Sunday, May 27, 2012

18 months of Honey Badgering

Dear, sweet, feisty Honey Badger, a.k.a. Tenacious E, a.k.a. my youngest daughter --

You are 18 months old today.  In the past 6 months you have learned quite a few new words - head, cheek, eye, knee, toe, mama, and daddy just to name a few. Every time you see a baby you say BABY BABY BABY just to make sure everyone knows there's a baby in the vicinity - in photos or commercials or real life (and anyone who is under the age of about 3, apparently, is a baby by your measure).

You are only now beginning to sleep through the night - occasionally waking up for a snack around 10 or so but generally sleeping from about 8 pm to about 5:30 a.m..  You nap as poorly as your siblings always did, but you are not the same as them.

Lilly didn't climb.  Carter climbed, but not like you.  You climb like George Leigh Mallory: because it is there.  You climb the chairs, the table, any bookshelves or stairs.  I've found you dumping out bins and boxes so you can climb them.  Every nook and cranny is a foothold.  No shelf is too high.  Nothing is safe.

(In fact, as I write this, you climbed a chair and pushed a half dozen books off the book shelf.)

Some days you scream so loudly, Honey Badger, that I wonder how long it will be before the neighbors call CPS.  Every tiny perceived wrong, from not being held when you want to be held to being told no, is met with ear-piercing shrieks and what we now refer to as Floor Fits, where you throw yourself onto your back and throw a classic kicking/screaming tantrum.

And as with your tenacity, I have to remind myself that these qualities, too, will one day be positive attributes  that make any parent proud.  No chair or table or bookshelf or box is without its use - or without some secret hidden foothold.  You are adept at employing the Tim Gunn mentality: you make it work. You're not afraid to try things and you're not afraid to speak your mind. Even if your mind is, you know, 18 months old and super angry just because that moth just flew away and you wanted it here.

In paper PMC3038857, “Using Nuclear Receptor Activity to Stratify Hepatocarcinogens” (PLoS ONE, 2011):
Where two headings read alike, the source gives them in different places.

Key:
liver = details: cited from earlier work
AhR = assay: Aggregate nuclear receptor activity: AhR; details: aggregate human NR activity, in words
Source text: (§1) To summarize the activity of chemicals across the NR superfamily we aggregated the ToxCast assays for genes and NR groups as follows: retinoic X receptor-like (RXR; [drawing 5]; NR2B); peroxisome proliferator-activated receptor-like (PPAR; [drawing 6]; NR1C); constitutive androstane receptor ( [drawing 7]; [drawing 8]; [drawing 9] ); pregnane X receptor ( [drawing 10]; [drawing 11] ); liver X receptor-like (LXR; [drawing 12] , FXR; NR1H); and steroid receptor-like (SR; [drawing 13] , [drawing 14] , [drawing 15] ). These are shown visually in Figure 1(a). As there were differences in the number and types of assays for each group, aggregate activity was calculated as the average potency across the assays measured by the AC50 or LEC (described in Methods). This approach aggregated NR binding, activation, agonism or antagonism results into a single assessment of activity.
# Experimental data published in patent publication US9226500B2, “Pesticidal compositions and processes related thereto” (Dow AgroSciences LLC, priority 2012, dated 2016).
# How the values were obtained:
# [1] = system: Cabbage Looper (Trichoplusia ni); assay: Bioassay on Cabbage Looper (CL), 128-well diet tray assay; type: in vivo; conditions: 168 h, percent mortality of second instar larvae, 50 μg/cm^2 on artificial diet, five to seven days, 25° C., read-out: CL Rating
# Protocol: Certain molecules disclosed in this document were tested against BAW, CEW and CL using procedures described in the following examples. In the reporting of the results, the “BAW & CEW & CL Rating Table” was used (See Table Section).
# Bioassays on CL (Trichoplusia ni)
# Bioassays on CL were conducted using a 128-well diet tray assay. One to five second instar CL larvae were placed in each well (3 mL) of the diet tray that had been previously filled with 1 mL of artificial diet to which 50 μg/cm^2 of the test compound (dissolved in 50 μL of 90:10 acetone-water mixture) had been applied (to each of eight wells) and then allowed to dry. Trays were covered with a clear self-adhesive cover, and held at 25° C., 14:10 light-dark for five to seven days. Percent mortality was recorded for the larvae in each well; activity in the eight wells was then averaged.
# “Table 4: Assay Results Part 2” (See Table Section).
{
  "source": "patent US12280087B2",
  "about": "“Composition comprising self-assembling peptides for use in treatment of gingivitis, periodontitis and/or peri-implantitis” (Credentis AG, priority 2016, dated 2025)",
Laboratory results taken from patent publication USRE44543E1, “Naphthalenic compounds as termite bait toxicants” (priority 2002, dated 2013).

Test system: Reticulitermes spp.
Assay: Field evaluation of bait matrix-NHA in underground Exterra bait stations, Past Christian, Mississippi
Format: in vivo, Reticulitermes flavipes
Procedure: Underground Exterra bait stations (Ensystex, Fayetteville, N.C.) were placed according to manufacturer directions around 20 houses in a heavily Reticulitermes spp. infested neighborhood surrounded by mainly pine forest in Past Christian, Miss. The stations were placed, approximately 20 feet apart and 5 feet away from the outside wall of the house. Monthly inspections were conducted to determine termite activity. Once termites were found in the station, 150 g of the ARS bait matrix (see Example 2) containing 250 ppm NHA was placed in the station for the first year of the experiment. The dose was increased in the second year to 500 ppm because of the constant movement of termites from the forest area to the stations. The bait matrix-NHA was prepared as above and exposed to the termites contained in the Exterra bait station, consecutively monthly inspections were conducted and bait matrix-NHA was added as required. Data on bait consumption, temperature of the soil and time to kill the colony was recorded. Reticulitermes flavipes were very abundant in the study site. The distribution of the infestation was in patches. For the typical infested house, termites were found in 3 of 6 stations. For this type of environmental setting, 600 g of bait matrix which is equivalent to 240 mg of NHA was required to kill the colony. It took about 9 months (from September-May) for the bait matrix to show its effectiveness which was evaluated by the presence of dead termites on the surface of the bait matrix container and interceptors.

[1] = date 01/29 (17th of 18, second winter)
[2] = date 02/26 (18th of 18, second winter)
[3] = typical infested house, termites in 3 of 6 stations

We have a long road ahead of us, my dear, before those qualities stop being OHSOTOTALLYCRAZYMAKING and start being really, really awesome.  In the meantime, I'll hang on tight.  And buy some earplugs.

Wednesday, May 23, 2012

I keep meaning to link to this:

My friend Erica is doing an amazing blog on prayer and she was moved to write a piece that spun off of my Poodlehead/Poodlehead Redux posts.  She's an excellent writer and this is worth sharing, so here it is!

Saturday, May 12, 2012

The one in which I discuss North Carolina rationally:

Nope.  Still can't do it. Still too hurt.  Still angry.

And above all else?  Still hurt.

Still too angry and hurt to write about changing a state's constitution to specifically deny a group of people their rights- about watching the map of American change from the early 90s (wherein there was NO legislation regarding same-sex unions) to a map covered in mostly negative legislation banning same-sex marriage or unions via law and sometimes even Constitutional amendment.  I can't even begin to share the disappointment and pain I feel knowing that several of my friends are supporters of such actions - some of whom would deny that right on behalf of a loving God.